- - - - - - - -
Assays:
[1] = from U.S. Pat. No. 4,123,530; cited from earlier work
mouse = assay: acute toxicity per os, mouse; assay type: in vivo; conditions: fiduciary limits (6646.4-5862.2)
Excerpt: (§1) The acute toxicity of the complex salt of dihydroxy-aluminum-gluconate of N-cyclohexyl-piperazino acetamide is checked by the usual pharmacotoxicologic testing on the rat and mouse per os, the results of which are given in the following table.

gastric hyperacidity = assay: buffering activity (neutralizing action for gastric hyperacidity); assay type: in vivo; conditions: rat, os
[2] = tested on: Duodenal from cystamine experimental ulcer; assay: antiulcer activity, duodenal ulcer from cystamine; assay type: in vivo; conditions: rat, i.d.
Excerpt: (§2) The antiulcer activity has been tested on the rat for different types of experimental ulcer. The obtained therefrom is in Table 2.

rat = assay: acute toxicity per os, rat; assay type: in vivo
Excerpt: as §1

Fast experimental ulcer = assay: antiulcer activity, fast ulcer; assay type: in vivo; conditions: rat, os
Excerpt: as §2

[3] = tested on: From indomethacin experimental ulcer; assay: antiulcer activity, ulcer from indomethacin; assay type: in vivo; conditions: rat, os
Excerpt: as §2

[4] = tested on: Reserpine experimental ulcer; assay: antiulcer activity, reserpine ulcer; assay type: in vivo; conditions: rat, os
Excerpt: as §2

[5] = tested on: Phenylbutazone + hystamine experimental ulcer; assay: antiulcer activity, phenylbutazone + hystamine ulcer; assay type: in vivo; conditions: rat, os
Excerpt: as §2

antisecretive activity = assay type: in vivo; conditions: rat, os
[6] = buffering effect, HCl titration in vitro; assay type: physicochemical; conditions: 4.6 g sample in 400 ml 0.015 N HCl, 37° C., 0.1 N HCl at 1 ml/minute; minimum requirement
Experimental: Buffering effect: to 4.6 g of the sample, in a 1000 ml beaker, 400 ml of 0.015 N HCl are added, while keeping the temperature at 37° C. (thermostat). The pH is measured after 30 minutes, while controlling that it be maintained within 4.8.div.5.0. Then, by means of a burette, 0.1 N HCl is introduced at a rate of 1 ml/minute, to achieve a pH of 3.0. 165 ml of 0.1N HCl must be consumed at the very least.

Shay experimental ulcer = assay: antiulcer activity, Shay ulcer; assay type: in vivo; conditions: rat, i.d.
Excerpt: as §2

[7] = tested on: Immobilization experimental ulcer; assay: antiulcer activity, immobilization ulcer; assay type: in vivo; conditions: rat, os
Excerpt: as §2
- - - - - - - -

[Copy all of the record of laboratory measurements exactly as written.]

Assays:
[1] = from U.S. Pat. No. 4,123,530; cited from earlier work
mouse = assay: acute toxicity per os, mouse; assay type: in vivo; conditions: fiduciary limits (6646.4-5862.2)
Excerpt: (§1) The acute toxicity of the complex salt of dihydroxy-aluminum-gluconate of N-cyclohexyl-piperazino acetamide is checked by the usual pharmacotoxicologic testing on the rat and mouse per os, the results of which are given in the following table.

gastric hyperacidity = assay: buffering activity (neutralizing action for gastric hyperacidity); assay type: in vivo; conditions: rat, os
[2] = tested on: Duodenal from cystamine experimental ulcer; assay: antiulcer activity, duodenal ulcer from cystamine; assay type: in vivo; conditions: rat, i.d.
Excerpt: (§2) The antiulcer activity has been tested on the rat for different types of experimental ulcer. The obtained therefrom is in Table 2.

rat = assay: acute toxicity per os, rat; assay type: in vivo
Excerpt: as §1

Fast experimental ulcer = assay: antiulcer activity, fast ulcer; assay type: in vivo; conditions: rat, os
Excerpt: as §2

[3] = tested on: From indomethacin experimental ulcer; assay: antiulcer activity, ulcer from indomethacin; assay type: in vivo; conditions: rat, os
Excerpt: as §2

[4] = tested on: Reserpine experimental ulcer; assay: antiulcer activity, reserpine ulcer; assay type: in vivo; conditions: rat, os
Excerpt: as §2

[5] = tested on: Phenylbutazone + hystamine experimental ulcer; assay: antiulcer activity, phenylbutazone + hystamine ulcer; assay type: in vivo; conditions: rat, os
Excerpt: as §2

antisecretive activity = assay type: in vivo; conditions: rat, os
[6] = buffering effect, HCl titration in vitro; assay type: physicochemical; conditions: 4.6 g sample in 400 ml 0.015 N HCl, 37° C., 0.1 N HCl at 1 ml/minute; minimum requirement
Experimental: Buffering effect: to 4.6 g of the sample, in a 1000 ml beaker, 400 ml of 0.015 N HCl are added, while keeping the temperature at 37° C. (thermostat). The pH is measured after 30 minutes, while controlling that it be maintained within 4.8.div.5.0. Then, by means of a burette, 0.1 N HCl is introduced at a rate of 1 ml/minute, to achieve a pH of 3.0. 165 ml of 0.1N HCl must be consumed at the very least.

Shay experimental ulcer = assay: antiulcer activity, Shay ulcer; assay type: in vivo; conditions: rat, i.d.
Excerpt: as §2

[7] = tested on: Immobilization experimental ulcer; assay: antiulcer activity, immobilization ulcer; assay type: in vivo; conditions: rat, os
Excerpt: as §2